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Re: Alternatives to Creative Commons

Don Armstrong <don@debian.org> writes:

> [Defining terms in the license grant] is a bad idea. If GPLv2 does
> not actually mean this, you are adding an additional restriction. If
> it does, you're just wasting time. Neither option is terribly
> useful.

I see it differently. What the GPLv2 means is partly up to the intent
of the persons drafting that document, but the meaning *for a
particular work* must surely take strong influence from the intent of
the party granting license to that work.

For the term “object code” in the GPL, there is no definition, so
there is no option but to interpret what is meant; and since it's the
license *from the copyright holder* that is in question, the copyright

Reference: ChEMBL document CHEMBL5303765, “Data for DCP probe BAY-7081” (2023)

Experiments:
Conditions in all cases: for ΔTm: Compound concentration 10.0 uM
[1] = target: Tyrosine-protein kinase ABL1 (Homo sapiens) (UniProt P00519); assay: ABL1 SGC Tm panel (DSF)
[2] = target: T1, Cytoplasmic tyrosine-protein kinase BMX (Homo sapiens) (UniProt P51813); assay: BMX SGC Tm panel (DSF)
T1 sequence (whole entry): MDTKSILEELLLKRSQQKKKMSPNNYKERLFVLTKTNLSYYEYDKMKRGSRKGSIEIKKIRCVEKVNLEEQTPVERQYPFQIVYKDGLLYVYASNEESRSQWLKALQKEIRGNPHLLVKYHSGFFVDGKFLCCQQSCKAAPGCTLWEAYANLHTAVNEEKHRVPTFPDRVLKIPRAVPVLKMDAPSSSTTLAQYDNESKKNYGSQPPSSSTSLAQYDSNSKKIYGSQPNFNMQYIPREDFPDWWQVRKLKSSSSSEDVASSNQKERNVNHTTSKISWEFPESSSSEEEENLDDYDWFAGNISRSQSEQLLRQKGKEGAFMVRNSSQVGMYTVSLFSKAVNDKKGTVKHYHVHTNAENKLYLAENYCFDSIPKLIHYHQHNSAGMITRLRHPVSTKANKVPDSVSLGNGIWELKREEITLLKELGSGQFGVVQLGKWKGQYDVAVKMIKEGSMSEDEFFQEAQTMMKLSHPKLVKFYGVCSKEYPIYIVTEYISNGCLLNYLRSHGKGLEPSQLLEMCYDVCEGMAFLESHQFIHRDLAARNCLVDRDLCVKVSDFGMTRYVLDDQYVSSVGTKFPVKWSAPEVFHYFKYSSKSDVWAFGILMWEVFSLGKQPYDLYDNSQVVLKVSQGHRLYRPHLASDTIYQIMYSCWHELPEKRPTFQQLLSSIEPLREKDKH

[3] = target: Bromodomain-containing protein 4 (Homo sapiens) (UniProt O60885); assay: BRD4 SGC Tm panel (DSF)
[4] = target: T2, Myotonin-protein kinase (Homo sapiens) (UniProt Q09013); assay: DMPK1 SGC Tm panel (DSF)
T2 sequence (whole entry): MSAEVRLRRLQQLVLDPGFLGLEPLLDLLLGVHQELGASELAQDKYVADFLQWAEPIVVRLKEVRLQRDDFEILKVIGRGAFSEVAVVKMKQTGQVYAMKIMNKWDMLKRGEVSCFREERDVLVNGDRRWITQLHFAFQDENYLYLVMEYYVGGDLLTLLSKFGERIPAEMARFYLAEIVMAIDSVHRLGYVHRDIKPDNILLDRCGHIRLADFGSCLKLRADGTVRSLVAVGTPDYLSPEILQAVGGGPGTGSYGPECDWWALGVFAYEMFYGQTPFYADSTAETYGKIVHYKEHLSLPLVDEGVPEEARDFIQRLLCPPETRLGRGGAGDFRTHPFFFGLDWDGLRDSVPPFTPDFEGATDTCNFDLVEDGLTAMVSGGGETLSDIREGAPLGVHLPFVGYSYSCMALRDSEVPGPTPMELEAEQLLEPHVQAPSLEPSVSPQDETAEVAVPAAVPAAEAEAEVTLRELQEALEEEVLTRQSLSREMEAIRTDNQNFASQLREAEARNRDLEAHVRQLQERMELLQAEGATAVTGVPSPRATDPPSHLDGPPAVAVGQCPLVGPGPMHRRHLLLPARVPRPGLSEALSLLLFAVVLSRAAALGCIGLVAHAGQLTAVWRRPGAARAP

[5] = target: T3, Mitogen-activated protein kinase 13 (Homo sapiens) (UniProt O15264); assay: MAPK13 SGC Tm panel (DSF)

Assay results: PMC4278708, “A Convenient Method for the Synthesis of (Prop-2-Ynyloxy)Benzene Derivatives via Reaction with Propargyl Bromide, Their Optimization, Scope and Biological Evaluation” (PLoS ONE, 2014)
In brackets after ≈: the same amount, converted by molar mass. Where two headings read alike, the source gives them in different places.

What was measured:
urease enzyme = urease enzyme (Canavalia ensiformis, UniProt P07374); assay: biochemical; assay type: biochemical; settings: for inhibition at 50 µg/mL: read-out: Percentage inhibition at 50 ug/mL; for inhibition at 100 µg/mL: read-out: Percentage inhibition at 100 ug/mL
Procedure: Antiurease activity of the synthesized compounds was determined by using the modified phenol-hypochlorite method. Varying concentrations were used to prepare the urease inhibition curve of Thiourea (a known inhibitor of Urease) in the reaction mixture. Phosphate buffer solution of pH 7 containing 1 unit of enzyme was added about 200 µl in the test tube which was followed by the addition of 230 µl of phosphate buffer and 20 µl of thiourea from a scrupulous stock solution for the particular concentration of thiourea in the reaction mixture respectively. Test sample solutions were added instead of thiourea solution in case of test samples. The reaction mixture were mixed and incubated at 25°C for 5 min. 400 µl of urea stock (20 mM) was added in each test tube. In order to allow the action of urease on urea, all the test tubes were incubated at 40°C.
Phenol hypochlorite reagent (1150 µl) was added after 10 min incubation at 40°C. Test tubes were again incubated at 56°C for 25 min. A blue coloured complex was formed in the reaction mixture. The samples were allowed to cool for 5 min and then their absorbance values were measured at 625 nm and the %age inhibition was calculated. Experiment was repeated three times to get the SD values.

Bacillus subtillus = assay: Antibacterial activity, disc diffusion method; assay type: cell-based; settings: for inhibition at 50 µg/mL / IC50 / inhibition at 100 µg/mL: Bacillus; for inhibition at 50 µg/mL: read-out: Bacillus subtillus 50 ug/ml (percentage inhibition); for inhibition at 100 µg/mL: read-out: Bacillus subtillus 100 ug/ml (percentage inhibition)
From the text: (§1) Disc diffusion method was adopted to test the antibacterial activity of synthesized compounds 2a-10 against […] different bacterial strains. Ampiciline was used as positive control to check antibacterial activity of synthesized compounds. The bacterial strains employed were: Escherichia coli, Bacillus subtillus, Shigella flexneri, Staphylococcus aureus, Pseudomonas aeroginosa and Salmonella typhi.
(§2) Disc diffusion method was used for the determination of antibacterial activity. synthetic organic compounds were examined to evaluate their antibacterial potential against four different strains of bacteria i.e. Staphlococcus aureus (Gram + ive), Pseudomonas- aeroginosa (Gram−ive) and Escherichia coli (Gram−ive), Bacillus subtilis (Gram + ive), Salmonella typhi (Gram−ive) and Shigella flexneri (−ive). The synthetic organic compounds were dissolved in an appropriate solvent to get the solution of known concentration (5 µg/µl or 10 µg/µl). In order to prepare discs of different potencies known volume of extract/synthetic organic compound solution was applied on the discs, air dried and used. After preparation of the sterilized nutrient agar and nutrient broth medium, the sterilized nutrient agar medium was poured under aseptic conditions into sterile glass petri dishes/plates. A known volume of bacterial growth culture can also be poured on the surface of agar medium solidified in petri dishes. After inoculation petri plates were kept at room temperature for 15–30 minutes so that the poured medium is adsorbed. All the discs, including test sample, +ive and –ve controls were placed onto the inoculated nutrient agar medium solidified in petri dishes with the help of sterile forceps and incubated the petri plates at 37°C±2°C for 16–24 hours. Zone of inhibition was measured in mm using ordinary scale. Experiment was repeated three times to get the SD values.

holder's interpretation is important.

I don't see how getting that interpretation in writing in the grant of
license is somehow an additional restriction, unless *any* such
interpretation is so; and that would mean that *any* question
resulting in an interpretation would be making additional restriction.
That position seems untenable.

In the case where the interpretation is compatible with the meaning of
the GPL, it seems worthwhile to have the copyright holder's
interpretation clearly written down, since the GPL leaves it
ambiguous. Do we not agree that written clarity of intent is highly
valuable when interpreting the license terms on a work?

> If you think this is a real problem, your only real option is to use
> GPLv3.

For the record, I think choosing a license (such as the GPLv3) whose
meaning is on this matter, without needing external clarification of
core terms, is the better option.

 \             “Experience is that marvelous thing that enables you to |
  `\   recognize a mistake when you make it again.” —Franklin P. Jones |
_o__)                                                                  |
Ben Finney

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